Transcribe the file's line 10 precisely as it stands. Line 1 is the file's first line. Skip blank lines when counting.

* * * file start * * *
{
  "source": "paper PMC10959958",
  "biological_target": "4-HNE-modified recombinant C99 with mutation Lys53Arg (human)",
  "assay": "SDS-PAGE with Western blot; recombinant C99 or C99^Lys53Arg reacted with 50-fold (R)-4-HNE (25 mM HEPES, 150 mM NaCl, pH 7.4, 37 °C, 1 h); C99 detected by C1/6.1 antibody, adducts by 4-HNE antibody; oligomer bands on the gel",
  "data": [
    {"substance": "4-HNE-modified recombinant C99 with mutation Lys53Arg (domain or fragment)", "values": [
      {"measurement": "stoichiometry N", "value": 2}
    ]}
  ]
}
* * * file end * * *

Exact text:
}